What Anxiety May Look Like

Symptoms of anxiety disorders may vary from person to person, depending on their triggers and personal factors. Here are some of the most common:

  • Feeling nervous
  • Restlessness
  • Increased heart rate
  • Hyperventilation
  • Sweating
  • Dizziness
  • Shaking or trembling
  • Weakness
  • Fatigue
  • Difficulty concentrating
  • Racing or intrusive thoughts
  • Feelings of dread
  • Hypervigilance
  • Irritability

Occasional anxiety symptoms are usually milder than the symptoms of anxiety attacks. A panic attack usually occurs from a buildup of intense anxiety with a sudden onset. People with anxiety disorders often describe panic episodes as feeling like they can’t breathe or they’re choking while only being able to focus on what’s worrying them.

Diagnosing specific anxiety disorders may require psychological and physical evaluation to ensure symptoms are not due to an underlying health issue.



Therapy can be a helpful tool in diagnosing and treating many mental health conditions. Not all therapeutic approaches are the same. Depending on a person’s diagnosis and personal needs, the following may be used:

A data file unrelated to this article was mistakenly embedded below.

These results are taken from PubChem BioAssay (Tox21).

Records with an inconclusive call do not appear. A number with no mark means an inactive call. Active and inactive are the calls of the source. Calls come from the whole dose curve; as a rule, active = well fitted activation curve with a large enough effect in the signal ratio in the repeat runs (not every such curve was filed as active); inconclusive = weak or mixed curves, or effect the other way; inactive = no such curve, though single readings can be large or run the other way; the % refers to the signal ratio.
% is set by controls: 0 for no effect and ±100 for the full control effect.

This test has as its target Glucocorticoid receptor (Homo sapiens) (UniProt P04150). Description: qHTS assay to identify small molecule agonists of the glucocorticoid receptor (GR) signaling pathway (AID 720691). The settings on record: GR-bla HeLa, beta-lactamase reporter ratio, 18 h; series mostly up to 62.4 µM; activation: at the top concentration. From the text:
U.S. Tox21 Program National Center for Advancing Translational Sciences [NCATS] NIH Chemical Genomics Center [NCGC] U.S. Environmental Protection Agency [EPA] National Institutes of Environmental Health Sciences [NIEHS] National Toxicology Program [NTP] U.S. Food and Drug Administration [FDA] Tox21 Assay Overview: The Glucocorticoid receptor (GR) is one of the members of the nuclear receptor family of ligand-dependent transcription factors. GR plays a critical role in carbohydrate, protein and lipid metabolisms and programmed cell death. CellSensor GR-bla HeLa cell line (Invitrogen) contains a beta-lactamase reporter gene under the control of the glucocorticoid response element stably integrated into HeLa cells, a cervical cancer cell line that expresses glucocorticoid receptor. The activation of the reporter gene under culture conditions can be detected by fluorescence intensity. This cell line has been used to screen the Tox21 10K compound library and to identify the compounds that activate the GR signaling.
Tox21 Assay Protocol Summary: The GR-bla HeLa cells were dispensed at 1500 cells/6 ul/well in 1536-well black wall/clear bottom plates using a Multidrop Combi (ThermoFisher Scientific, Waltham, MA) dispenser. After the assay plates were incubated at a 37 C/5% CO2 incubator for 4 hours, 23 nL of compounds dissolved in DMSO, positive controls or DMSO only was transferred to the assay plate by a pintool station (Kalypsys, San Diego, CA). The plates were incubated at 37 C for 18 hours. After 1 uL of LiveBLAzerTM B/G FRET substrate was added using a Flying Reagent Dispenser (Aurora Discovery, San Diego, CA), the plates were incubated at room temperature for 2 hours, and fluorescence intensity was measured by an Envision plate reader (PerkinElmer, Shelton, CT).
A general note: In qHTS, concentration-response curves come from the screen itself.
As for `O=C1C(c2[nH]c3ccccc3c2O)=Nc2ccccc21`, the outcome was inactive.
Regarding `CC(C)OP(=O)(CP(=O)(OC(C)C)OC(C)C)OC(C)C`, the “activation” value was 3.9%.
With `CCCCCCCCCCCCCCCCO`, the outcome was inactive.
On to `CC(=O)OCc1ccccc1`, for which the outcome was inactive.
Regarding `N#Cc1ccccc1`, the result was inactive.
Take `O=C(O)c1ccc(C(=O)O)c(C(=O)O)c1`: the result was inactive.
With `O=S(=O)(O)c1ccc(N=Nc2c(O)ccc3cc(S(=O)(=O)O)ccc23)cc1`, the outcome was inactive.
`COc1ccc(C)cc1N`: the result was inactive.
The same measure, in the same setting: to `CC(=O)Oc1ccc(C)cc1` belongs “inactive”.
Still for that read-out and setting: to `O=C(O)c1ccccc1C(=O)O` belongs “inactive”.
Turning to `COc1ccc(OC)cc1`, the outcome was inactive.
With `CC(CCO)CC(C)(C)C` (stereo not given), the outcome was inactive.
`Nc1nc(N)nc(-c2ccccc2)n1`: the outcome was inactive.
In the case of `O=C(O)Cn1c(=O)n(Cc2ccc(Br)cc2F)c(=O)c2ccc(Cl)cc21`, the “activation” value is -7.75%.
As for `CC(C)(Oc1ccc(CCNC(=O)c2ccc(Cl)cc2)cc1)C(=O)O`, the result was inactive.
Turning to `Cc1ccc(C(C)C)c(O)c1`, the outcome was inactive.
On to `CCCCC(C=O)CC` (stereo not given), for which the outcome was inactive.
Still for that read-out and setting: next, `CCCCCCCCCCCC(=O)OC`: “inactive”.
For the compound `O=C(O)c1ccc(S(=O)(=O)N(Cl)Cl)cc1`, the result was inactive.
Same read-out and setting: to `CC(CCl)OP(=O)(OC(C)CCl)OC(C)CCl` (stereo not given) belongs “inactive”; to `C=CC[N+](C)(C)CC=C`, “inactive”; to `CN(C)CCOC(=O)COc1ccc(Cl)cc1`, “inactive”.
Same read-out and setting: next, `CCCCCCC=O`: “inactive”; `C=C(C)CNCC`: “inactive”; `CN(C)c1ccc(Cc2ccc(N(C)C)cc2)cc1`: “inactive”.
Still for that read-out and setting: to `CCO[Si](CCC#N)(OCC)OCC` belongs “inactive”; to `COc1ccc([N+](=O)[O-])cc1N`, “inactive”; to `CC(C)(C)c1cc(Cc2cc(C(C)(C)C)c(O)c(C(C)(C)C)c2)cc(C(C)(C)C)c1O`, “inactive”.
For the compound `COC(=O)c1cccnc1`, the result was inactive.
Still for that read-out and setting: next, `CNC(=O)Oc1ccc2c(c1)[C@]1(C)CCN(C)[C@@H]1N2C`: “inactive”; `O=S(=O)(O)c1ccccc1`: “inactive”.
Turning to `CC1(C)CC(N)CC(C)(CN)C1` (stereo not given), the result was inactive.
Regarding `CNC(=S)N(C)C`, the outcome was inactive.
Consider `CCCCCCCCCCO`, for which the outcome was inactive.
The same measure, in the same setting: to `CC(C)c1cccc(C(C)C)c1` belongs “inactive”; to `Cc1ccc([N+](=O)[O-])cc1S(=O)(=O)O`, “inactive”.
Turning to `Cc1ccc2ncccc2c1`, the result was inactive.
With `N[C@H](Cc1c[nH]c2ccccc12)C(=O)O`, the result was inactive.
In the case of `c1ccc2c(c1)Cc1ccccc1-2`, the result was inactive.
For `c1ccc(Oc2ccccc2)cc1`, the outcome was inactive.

• Cognitive behavioral therapy (CBT) – Talk therapy focused on changing negative thoughts and behaviors caused by psychological distress
  • Dialectical behavior therapy (DBT) – Encourages changing negative thoughts and behaviors and focusing on self-acceptance
  • Psychotherapy – General talk therapy for mental or behavioral disorders
  • Schema therapy – Combines elements of effective therapies and focuses on transforming negative thought or behavior patterns (schemas/beliefs) into more adaptive or functional beliefs that benefit the individual
  • Exposure therapy or systematic desensitization – Talk therapy that gradually exposes a person to their trigger in a safe environment, which helps to desensitize them and reduce their anxiety or fears


For some, a proper treatment plan may require taking medication. Anti-anxiety and antidepressant medications are both commonly used to treat anxiety disorders. Side effects of anti-anxiety medication may vary, and finding the right one may take some trial and error.

Lifestyle Changes

Implementing healthy habits can be the first step toward a more fulfilling life experience for anyone. Although it may require discipline, there are easy, risk-free ways to lessen mental stress and emotional reactivity. Try creating and sticking to a daily routine, staying organized, minimizing excess stimuli when you need to focus, and keeping your body active when possible.

Eating nutritious foods, practicing deep breathing techniques, exercising and learning your triggers and reactions can tremendously help cope with feelings of anxiety.

Support Groups

There are many different kinds of support groups, and joining one can have many benefits. Support groups can be a comforting space for those who feel alone in their struggles with mental health conditions, such as anxiety disorders.

Being able to connect with others over a shared behavior or issue can help to lessen the burden and shame. In support group meetings, a person will learn healthy coping mechanisms and techniques to alleviate the intensity or frequency of their anxious symptoms.